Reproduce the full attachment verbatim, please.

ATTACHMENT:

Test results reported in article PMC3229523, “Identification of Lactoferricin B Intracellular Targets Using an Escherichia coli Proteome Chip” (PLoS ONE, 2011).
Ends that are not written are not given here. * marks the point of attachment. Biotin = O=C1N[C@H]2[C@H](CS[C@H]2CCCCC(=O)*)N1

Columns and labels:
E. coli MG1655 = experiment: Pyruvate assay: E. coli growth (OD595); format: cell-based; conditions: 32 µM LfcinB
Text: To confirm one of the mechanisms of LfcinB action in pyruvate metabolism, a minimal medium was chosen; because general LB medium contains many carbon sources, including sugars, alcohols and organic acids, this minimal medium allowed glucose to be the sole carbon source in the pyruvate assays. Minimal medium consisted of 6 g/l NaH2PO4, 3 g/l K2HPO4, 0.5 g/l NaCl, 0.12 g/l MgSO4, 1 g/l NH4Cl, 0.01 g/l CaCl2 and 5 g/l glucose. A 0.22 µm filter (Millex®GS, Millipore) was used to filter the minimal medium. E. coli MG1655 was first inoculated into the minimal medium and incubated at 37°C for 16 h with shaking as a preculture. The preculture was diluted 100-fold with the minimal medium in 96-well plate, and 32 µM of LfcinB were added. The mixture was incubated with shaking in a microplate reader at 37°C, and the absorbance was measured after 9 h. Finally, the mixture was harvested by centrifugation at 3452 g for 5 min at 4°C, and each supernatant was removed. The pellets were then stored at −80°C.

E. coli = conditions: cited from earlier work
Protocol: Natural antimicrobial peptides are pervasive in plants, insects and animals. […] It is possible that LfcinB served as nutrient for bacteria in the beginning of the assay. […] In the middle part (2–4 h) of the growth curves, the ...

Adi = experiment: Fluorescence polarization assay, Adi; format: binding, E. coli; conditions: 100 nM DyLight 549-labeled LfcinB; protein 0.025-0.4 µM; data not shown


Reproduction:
Test results reported in article PMC3229523, “Identification of Lactoferricin B Intracellular Targets Using an Escherichia coli Proteome Chip” (PLoS ONE, 2011).
Ends that are not written are not given here. * marks the point of attachment. Biotin = O=C1N[C@H]2[C@H](CS[C@H]2CCCCC(=O)*)N1

Columns and labels:
E. coli MG1655 = experiment: Pyruvate assay: E. coli growth (OD595); format: cell-based; conditions: 32 µM LfcinB
Text: To confirm one of the mechanisms of LfcinB action in pyruvate metabolism, a minimal medium was chosen; because general LB medium contains many carbon sources, including sugars, alcohols and organic acids, this minimal medium allowed glucose to be the sole carbon source in the pyruvate assays. Minimal medium consisted of 6 g/l NaH2PO4, 3 g/l K2HPO4, 0.5 g/l NaCl, 0.12 g/l MgSO4, 1 g/l NH4Cl, 0.01 g/l CaCl2 and 5 g/l glucose. A 0.22 µm filter (Millex®GS, Millipore) was used to filter the minimal medium. E. coli MG1655 was first inoculated into the minimal medium and incubated at 37°C for 16 h with shaking as a preculture. The preculture was diluted 100-fold with the minimal medium in 96-well plate, and 32 µM of LfcinB were added. The mixture was incubated with shaking in a microplate reader at 37°C, and the absorbance was measured after 9 h. Finally, the mixture was harvested by centrifugation at 3452 g for 5 min at 4°C, and each supernatant was removed. The pellets were then stored at −80°C.

E. coli = conditions: cited from earlier work
Protocol: Natural antimicrobial peptides are pervasive in plants, insects and animals. […] It is possible that LfcinB served as nutrient for bacteria in the beginning of the assay. […] In the middle part (2–4 h) of the growth curves, the ...

Adi = experiment: Fluorescence polarization assay, Adi; format: binding, E. coli; conditions: 100 nM DyLight 549-labeled LfcinB; protein 0.025-0.4 µM; data not shown